For years, educators have grappled with the importance of the IQ test. Does the test help identify and encourage potential in kids, or does it assign a label they’ll never be able to shake? If the story of Scott Barry Kaufman is indicative of everyone’s experience, it’s looking much more like the latter.
Kaufman, author of the recent book Ungifted: Intelligence Redefined. The Truth About Talent, Practice, Creativity, and the Many Paths to Greatness, relates his personal story of going through school after being labeled with a low IQ. After taking the test and scoring in the “seriously learning disabled” range in the third grade, Kaufman was demoralized and started to give in to self-doubt. For years, he tried to convince his special education teachers that he didn’t belong in their classes, but they put their faith in his two-digit IQ label instead.
Kaufman finally persuaded a high school teacher to give him a chance outside of the special needs classroom, and he eventually went on to get his Ph.D. from Yale. Unfortunately, not all kids escape these flawed designations. It can be extremely difficult to get rid of a label once you have it, right or wrong. It’s a road that goes both ways, since kids who are deemed “gifted” with a high IQ often feel the pressure to succeed and live up to high expectations – a task that’s often as difficult as Kaufman’s.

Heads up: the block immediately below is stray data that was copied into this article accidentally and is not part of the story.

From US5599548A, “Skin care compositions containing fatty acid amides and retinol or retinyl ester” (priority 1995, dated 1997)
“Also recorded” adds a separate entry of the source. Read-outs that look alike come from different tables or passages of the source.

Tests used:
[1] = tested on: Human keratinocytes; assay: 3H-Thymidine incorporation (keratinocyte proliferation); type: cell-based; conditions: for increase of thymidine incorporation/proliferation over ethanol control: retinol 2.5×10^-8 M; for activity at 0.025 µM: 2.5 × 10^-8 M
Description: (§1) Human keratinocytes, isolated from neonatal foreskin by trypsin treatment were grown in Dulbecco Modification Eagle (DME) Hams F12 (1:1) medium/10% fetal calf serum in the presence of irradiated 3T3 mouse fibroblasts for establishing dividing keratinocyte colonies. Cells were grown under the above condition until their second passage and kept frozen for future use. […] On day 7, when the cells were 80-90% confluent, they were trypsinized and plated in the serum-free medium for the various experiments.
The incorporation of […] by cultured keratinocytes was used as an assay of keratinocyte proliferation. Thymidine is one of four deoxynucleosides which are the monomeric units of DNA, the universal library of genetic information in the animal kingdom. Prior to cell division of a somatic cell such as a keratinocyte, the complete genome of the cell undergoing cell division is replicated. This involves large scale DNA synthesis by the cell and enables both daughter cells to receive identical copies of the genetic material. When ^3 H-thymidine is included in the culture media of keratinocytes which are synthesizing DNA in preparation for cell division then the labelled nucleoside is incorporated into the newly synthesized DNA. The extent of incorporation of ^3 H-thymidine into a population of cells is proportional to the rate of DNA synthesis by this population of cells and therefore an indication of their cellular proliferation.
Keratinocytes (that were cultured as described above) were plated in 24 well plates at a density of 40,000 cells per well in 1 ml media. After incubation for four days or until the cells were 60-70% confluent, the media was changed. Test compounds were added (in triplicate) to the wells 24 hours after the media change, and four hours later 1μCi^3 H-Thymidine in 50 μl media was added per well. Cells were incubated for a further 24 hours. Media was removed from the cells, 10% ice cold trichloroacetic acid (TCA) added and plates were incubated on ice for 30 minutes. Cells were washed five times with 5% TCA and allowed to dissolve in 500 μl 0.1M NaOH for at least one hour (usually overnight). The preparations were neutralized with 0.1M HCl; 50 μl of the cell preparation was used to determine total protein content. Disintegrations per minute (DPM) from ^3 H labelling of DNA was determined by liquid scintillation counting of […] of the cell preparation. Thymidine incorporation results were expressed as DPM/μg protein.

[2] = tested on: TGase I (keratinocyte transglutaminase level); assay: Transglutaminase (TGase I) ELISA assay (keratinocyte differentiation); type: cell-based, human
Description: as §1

While the teachers in Kaufman’s case failed to take into account how intelligence can change over time, or the different ways kids can be taught according to their needs, the root problem was still the original score. Much like a self-fulfilling prophecy, once enough people believe you can or cannot do something, it’s very hard to undo those beliefs. “Gifted” kids are still given opportunities that “learning disabled” kids aren’t, and while labels often work as a starting point, they should never be permanent or all-encompassing.
What are your thoughts about IQ tests and labels? Does your school make kids take an IQ test? Let us know in the comments section.